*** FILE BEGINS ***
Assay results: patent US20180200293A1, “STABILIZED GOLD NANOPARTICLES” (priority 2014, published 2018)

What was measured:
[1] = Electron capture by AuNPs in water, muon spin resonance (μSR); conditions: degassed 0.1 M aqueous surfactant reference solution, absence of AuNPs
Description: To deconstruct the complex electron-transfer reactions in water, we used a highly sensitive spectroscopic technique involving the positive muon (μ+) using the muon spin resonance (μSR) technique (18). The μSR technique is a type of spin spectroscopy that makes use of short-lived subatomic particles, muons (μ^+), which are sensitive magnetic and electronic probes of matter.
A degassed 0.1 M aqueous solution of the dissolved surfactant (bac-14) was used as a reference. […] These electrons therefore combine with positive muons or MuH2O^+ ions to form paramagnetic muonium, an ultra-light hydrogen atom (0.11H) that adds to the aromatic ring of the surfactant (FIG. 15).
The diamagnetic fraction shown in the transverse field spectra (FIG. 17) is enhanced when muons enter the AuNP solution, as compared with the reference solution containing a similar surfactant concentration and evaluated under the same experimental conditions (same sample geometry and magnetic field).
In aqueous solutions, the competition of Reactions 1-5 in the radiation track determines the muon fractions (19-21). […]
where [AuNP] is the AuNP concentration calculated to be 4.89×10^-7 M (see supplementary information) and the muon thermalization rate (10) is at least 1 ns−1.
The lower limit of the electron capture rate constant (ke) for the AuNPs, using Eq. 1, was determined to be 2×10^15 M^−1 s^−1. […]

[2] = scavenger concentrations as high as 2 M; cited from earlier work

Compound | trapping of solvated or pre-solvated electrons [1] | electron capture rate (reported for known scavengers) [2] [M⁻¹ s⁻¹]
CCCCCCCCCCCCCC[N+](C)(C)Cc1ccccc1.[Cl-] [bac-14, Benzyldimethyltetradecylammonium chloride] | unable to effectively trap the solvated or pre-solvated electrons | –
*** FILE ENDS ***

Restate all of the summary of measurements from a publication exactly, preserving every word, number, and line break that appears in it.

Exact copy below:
Assay results: patent US20180200293A1, “STABILIZED GOLD NANOPARTICLES” (priority 2014, published 2018)

What was measured:
[1] = Electron capture by AuNPs in water, muon spin resonance (μSR); conditions: degassed 0.1 M aqueous surfactant reference solution, absence of AuNPs
Description: To deconstruct the complex electron-transfer reactions in water, we used a highly sensitive spectroscopic technique involving the positive muon (μ+) using the muon spin resonance (μSR) technique (18). The μSR technique is a type of spin spectroscopy that makes use of short-lived subatomic particles, muons (μ^+), which are sensitive magnetic and electronic probes of matter.
A degassed 0.1 M aqueous solution of the dissolved surfactant (bac-14) was used as a reference. […] These electrons therefore combine with positive muons or MuH2O^+ ions to form paramagnetic muonium, an ultra-light hydrogen atom (0.11H) that adds to the aromatic ring of the surfactant (FIG. 15).
The diamagnetic fraction shown in the transverse field spectra (FIG. 17) is enhanced when muons enter the AuNP solution, as compared with the reference solution containing a similar surfactant concentration and evaluated under the same experimental conditions (same sample geometry and magnetic field).
In aqueous solutions, the competition of Reactions 1-5 in the radiation track determines the muon fractions (19-21). […]
where [AuNP] is the AuNP concentration calculated to be 4.89×10^-7 M (see supplementary information) and the muon thermalization rate (10) is at least 1 ns−1.
The lower limit of the electron capture rate constant (ke) for the AuNPs, using Eq. 1, was determined to be 2×10^15 M^−1 s^−1. […]

[2] = scavenger concentrations as high as 2 M; cited from earlier work

Compound | trapping of solvated or pre-solvated electrons [1] | electron capture rate (reported for known scavengers) [2] [M⁻¹ s⁻¹]
CCCCCCCCCCCCCC[N+](C)(C)Cc1ccccc1.[Cl-] [bac-14, Benzyldimethyltetradecylammonium chloride] | unable to effectively trap the solvated or pre-solvated electrons | –